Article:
If someone else tries to login to your account, it will take a photo of the hacker and show the date, time, and geolocation of the hack, as well as the IP address of the hacker in a comprehensive report. This feature is called “mug shot.” These are some pretty extreme, perhaps exhaustive security measures, but LogMeOnce is a top option if you’re someone who wants to exercise extreme caution.
Best For Businesses
Many password managers offer a business-specific version that allow companies to securely share passwords and other sensitive information among employees. Keeper offers a comprehensive business version that allows account managers to oversee which users have access to certain passwords, as well as the privileges they have over them, like editing and sharing. Managers can also monitor the password behaviors of their employees, as Keeper provides a detailed security audit score that shows strength of its users’ passwords, as well as how many people are utilizing two-factor authentication. There is also an advanced feature called Keeper SSO Connect, which uses Keeper’s zero-knowledge security architecture to authenticate new users into the Keeper vault.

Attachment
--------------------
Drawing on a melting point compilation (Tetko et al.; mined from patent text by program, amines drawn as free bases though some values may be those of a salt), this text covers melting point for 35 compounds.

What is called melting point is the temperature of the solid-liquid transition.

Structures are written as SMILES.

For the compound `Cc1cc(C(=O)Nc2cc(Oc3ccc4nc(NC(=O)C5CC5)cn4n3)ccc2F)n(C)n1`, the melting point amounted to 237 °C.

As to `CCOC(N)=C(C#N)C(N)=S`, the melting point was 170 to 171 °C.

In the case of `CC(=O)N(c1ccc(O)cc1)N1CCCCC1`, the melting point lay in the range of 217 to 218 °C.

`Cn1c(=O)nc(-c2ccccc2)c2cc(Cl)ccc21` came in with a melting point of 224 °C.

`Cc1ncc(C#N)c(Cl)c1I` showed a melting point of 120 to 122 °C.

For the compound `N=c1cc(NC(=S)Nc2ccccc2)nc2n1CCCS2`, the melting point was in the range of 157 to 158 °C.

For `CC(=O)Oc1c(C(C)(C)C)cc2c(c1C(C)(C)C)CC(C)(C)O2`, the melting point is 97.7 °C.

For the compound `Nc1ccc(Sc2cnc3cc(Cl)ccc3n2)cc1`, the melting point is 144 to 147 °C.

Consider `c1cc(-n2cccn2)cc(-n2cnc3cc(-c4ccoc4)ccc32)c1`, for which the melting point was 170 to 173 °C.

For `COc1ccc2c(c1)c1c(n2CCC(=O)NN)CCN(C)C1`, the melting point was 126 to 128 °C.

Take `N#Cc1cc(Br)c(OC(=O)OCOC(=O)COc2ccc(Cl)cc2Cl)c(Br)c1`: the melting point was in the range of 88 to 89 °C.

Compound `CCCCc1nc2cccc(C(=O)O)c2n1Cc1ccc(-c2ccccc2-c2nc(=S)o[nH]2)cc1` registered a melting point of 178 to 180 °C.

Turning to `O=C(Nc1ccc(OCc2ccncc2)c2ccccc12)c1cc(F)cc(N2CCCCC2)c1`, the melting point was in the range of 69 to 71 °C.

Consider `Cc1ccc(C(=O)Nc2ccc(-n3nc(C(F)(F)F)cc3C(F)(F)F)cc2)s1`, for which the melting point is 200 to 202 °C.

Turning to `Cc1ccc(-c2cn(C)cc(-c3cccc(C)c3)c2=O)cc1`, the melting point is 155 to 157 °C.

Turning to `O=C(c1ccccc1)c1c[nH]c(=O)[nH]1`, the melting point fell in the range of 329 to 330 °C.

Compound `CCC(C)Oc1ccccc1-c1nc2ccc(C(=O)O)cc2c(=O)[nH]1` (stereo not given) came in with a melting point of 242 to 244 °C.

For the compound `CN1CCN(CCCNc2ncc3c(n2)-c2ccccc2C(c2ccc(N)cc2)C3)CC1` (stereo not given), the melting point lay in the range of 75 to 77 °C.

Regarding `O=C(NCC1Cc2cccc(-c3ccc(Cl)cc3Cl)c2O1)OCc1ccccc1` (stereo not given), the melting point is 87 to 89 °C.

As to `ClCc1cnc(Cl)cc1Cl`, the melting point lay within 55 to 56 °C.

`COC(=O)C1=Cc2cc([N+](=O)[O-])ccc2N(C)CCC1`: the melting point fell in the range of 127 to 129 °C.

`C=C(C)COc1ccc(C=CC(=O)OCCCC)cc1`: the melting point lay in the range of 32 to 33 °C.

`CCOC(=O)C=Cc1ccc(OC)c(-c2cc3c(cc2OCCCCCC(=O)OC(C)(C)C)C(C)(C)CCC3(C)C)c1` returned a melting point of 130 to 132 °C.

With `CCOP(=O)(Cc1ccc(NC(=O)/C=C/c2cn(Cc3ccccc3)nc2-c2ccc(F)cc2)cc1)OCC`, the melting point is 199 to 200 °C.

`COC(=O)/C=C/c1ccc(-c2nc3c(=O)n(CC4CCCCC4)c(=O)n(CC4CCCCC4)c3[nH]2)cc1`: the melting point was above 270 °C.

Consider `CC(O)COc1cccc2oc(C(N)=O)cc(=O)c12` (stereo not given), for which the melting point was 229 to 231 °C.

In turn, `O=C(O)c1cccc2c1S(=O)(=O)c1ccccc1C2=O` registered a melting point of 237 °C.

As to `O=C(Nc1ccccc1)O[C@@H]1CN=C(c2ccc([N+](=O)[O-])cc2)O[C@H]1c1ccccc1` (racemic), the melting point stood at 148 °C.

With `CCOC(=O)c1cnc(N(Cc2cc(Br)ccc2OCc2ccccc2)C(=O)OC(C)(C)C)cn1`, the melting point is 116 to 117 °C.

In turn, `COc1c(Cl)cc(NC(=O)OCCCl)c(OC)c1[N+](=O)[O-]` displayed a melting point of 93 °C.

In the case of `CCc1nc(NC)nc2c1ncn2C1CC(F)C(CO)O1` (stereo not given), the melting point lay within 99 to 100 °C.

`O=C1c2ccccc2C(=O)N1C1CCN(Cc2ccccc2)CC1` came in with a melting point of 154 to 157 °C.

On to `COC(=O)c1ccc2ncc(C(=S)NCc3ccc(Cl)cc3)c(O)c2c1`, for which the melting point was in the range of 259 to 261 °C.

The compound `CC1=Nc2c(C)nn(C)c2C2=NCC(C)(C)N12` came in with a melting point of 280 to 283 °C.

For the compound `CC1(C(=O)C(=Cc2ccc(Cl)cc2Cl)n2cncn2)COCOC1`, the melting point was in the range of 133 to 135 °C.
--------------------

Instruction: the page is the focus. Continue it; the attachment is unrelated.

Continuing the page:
Honorable mention: Dashlane Business is also a great option for companies. It offers a unique feature called Smart Spaces, which allows employees to separate their personal information from shared company information. This allows the admin to regulate shared data without compromising personal data, ensuring the safety of employee personal information.
Best For Families
If you want a password manager that allows you to share important information with the whole family, you’ll probably want one that has a family-specific version. LastPass Families is probably your best option, as it allows you to create one central family “vault.” Each family member has access to the vault using their personal email, but one designated “family manager” decides which member can view certain folders and information. For example, you can allow your kids to view the Netflix password, but deny them access to your credit card information.
Best For Programmers
Do you like to write code? You might want to check out KeePass. KeePass is an open source application, meaning that its source code is available to be modified and tested by the user. If you write code, you could potentially modify the software to tailor it to your specific needs. Plus, since anyone can make modifications, problems with the software can be identified more frequently and fixed more quickly, allowing the program to run more smoothly and with more consistency.